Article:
"Return to Me" marks the directorial debut of comedian Bonnie Hunt, whose career in Hollywood has included a number of memorable roles, from her screen debut as the toothpick dropping waitress in "Rain Man" to her most recent appearance as Tom Hanks' wife in "The Green Mile". Wearing three hats in this outing, as the film's co-writer, director, and supporting actress, Hunt has fashioned a delightful and sentimental romantic comedy that, despite a major narrative stumble in the middle, is worth the effort.
At the start of the film, architect Bob Rueland (David Duchovny of "The X-Files") has the world on a string. With a successful business, a beautiful home, and being married to his one true love Elizabeth (Joely Richardson of "101 Dalmations"), it seems nothing can go wrong. Unfortunately, while driving home from a fundraising event, the Ruelands are involved in a terrible car accident, and Elizabeth is killed, an event that devastates Bob. However, the tragic accident becomes a godsend for waitress Grace Briggs (Minnie Driver, heard recently in "Princess Mononoke"), who has been waiting for a new heart to replace her ailing one.
The story then jumps ahead one year later, and Bob has finally come to grips with the loss of his wife and is ready to re-emerge from his self-imposed social hibernation. At the urging of his friend Charlie (David Alan Grier, heard recently in "Stuart Little"), he agrees to go out on a blind date at a local restaurant. Though the date ends up being a bust (in more ways than one), the hand of Fate has him cross paths with a charming waitress who immediately makes an impression on him-- Grace. A relationship begins, which is gently prodded along with the help of Grace's 'extended family', but there still remains one secret that could put an end to the blossoming romance-- the heart that beats within Grace.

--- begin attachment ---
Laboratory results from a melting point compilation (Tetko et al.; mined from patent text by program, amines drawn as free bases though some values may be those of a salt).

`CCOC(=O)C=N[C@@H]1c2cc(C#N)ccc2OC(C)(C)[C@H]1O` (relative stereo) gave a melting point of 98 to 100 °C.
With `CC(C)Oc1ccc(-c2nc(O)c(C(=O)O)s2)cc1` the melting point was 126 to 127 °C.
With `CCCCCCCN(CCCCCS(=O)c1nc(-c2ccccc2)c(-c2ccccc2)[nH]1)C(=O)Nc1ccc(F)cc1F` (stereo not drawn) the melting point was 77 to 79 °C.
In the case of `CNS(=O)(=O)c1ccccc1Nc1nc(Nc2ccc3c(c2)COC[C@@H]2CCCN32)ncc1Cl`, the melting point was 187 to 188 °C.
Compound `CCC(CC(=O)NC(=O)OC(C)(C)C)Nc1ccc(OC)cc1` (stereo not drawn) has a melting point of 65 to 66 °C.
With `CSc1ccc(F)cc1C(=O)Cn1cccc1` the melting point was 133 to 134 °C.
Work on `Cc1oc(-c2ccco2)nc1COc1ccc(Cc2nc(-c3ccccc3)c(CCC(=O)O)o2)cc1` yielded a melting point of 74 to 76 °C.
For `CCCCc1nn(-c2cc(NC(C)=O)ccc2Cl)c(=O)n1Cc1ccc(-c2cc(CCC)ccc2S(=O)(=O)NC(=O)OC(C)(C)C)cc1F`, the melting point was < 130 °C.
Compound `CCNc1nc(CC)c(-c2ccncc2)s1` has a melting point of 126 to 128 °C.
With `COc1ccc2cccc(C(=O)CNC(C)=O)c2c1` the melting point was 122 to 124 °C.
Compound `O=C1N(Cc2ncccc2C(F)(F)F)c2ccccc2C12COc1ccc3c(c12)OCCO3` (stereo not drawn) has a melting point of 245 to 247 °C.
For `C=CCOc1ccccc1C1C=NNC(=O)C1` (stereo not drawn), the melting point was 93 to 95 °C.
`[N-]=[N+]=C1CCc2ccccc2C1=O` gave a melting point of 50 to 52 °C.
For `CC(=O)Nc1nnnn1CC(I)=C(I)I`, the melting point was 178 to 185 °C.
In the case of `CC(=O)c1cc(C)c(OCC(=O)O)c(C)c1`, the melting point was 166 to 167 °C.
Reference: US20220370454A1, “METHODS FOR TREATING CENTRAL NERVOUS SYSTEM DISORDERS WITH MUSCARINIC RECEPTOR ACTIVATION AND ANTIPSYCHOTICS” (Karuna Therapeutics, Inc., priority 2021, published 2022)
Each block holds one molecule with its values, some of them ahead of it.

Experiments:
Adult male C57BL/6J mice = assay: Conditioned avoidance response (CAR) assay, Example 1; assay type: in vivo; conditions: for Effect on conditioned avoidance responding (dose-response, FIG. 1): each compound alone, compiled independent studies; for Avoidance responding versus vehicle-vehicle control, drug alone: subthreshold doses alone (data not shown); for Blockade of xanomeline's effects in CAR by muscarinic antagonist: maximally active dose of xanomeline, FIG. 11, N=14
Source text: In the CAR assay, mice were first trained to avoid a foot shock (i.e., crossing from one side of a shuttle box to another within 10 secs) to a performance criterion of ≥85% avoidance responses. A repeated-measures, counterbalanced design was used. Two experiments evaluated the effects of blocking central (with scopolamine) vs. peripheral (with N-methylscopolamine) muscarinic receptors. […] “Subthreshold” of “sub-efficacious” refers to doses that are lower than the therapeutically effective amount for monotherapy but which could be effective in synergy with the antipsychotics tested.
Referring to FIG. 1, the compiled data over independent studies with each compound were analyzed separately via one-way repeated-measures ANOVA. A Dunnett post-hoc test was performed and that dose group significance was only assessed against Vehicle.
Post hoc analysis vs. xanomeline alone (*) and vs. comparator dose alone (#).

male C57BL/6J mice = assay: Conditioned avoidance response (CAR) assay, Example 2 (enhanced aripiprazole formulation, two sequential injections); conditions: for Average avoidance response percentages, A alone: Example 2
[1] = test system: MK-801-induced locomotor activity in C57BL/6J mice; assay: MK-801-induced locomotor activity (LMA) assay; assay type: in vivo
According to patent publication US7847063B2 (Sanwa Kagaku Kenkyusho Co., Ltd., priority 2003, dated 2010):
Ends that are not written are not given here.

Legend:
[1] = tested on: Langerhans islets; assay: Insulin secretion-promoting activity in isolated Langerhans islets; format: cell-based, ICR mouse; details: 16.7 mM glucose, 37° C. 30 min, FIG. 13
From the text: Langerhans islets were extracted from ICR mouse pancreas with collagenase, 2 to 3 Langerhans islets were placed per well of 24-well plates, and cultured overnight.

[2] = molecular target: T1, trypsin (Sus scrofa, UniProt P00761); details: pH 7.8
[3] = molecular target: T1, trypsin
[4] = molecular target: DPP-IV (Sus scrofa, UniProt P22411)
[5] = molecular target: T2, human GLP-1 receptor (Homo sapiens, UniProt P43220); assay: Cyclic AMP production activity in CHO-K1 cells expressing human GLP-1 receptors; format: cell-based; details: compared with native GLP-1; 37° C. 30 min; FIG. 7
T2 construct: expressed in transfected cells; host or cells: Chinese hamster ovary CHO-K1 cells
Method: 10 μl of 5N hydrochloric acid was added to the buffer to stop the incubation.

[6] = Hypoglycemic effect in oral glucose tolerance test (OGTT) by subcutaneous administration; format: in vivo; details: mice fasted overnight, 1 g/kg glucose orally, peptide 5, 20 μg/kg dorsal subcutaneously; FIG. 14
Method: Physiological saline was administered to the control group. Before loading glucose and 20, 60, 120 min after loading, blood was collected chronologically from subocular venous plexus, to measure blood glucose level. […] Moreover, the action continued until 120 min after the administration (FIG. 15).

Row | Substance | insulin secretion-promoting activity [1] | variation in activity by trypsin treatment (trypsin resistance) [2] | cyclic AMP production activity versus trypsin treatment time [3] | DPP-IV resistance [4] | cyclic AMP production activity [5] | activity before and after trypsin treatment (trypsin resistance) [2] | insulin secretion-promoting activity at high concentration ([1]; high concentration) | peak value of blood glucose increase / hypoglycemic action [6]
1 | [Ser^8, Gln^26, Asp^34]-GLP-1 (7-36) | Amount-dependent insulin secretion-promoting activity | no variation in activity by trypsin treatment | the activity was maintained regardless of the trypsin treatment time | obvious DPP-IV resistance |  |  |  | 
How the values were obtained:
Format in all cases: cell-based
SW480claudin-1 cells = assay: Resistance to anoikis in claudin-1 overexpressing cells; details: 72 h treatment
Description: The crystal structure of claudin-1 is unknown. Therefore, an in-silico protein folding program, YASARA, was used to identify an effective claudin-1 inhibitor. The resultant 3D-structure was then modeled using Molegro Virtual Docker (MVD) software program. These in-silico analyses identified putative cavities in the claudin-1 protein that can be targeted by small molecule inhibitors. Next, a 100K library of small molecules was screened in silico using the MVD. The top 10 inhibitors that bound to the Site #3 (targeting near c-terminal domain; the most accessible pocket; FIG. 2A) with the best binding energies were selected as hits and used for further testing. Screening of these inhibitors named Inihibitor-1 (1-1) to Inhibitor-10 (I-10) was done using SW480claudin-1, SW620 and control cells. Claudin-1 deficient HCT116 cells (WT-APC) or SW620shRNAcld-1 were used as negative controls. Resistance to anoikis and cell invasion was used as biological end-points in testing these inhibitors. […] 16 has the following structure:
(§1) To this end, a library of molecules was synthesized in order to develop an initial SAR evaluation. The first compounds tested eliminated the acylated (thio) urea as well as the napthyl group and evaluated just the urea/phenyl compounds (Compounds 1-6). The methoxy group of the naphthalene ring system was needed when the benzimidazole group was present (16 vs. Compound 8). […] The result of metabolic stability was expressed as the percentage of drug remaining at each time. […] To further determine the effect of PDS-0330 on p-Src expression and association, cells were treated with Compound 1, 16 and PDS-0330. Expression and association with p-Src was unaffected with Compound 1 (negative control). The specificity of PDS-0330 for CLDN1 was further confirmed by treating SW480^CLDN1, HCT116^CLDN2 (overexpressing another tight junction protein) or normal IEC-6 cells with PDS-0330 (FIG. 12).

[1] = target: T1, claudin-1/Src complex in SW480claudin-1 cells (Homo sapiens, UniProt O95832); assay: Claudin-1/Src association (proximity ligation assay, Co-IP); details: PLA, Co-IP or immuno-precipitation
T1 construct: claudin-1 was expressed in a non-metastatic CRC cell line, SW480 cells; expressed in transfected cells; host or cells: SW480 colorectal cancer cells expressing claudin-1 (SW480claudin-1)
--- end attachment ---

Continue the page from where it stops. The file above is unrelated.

I must admit that the story had me enthralled for the first half of the film, as the intriguing premise spoke to matters of romance, fate, and destiny. In addition, the wealth of supporting performances added a distinct level of warmth to the film, as Grace's 'extended family' seemed to be an animated bunch of people who would probably be a lot of fun to hang around with. Kudos to Carrol O'Connor (Archie Bunker of "All in the Family" fame), Robert Loggia ("Holy Man"), and Jim Belushi ("Wag the Dog") for some memorable turns as some of the more colorful characters in Grace's life. Duchovny and Driver are also great, with the former successfully cast against type (the brooding Agent Mulder), the latter exuding the warmth and insecurity of Grace, and the both of them sharing an enjoyable chemistry in their scenes together. The director herself also does a terrific job playing Grace's friend and confidant Megan, and she frequently steals a number of the scenes. So how could such a great premise backed by some outstanding performances fumble in the final act?
Unfortunately, there is a distinct lack of conflict that becomes increasingly evident as the story unfolds. As with any good romantic-comedy, the drama arises from keeping the two would-be lovers apart-- the higher the stakes, the greater the conflict, and the bigger the pay-off at the end. Unfortunately, "Return to Me" never cultivates this conflict properly.
When the story finally comes to putting the final obstacle in Bob and Grace's path, the result lacks credibility and is brazenly contrived. Grace's fear of having the truth about her heart transplant revealed is poorly handled from the beginning, and other than the fact that she has a six-inch scar on her chest, it is not exactly clear why she should be so concerned. Similarly, Bob's reaction to Grace's revelation about her heart transplant makes little sense in light of how his character has developed in the events leading up to that point. As a result, the final emotional obstacle that Bob and Grace must overcome to find their true love rings hollow, and unfortunately, the film never recovers from it. If you watch the film and ask yourself "what's the big deal?" at the big reveal, then you'll know what I mean.
If you are willing to forgive the illogical dramatic resolution to the story, then "Return to Me" is still an entertaining film, populated with some wonderful performances and charming moments. But if Hunt and her co-scripter Don Lake had done a better job in developing the central plot point, then this film would have just been perfect.